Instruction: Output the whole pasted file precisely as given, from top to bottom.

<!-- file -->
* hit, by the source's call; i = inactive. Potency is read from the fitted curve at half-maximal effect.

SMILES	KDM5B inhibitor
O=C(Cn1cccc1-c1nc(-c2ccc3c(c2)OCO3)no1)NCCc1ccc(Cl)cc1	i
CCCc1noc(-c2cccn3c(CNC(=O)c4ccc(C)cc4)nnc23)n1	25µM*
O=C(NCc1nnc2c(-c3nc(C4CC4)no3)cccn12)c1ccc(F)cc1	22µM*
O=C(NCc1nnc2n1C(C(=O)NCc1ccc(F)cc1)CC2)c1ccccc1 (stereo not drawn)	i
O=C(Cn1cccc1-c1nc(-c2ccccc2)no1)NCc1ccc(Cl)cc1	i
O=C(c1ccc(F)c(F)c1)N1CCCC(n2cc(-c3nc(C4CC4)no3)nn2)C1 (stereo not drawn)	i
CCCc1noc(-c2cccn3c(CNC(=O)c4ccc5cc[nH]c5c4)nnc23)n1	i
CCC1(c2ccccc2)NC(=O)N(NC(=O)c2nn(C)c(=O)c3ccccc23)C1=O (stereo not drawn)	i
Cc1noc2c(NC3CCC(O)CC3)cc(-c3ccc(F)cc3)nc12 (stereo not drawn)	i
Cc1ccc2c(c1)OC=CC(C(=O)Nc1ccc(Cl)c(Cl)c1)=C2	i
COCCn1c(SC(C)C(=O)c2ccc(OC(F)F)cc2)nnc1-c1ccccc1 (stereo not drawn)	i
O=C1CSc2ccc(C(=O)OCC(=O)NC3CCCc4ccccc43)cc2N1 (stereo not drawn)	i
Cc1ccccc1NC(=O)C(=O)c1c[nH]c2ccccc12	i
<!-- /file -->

* hit, by the source's call; i = inactive. Potency is read from the fitted curve at half-maximal effect.

SMILES	KDM5B inhibitor
O=C(Cn1cccc1-c1nc(-c2ccc3c(c2)OCO3)no1)NCCc1ccc(Cl)cc1	i
CCCc1noc(-c2cccn3c(CNC(=O)c4ccc(C)cc4)nnc23)n1	25µM*
O=C(NCc1nnc2c(-c3nc(C4CC4)no3)cccn12)c1ccc(F)cc1	22µM*
O=C(NCc1nnc2n1C(C(=O)NCc1ccc(F)cc1)CC2)c1ccccc1 (stereo not drawn)	i
O=C(Cn1cccc1-c1nc(-c2ccccc2)no1)NCc1ccc(Cl)cc1	i
O=C(c1ccc(F)c(F)c1)N1CCCC(n2cc(-c3nc(C4CC4)no3)nn2)C1 (stereo not drawn)	i
CCCc1noc(-c2cccn3c(CNC(=O)c4ccc5cc[nH]c5c4)nnc23)n1	i
CCC1(c2ccccc2)NC(=O)N(NC(=O)c2nn(C)c(=O)c3ccccc23)C1=O (stereo not drawn)	i
Cc1noc2c(NC3CCC(O)CC3)cc(-c3ccc(F)cc3)nc12 (stereo not drawn)	i
Cc1ccc2c(c1)OC=CC(C(=O)Nc1ccc(Cl)c(Cl)c1)=C2	i
COCCn1c(SC(C)C(=O)c2ccc(OC(F)F)cc2)nnc1-c1ccccc1 (stereo not drawn)	i
O=C1CSc2ccc(C(=O)OCC(=O)NC3CCCc4ccccc43)cc2N1 (stereo not drawn)	i
Cc1ccccc1NC(=O)C(=O)c1c[nH]c2ccccc12	i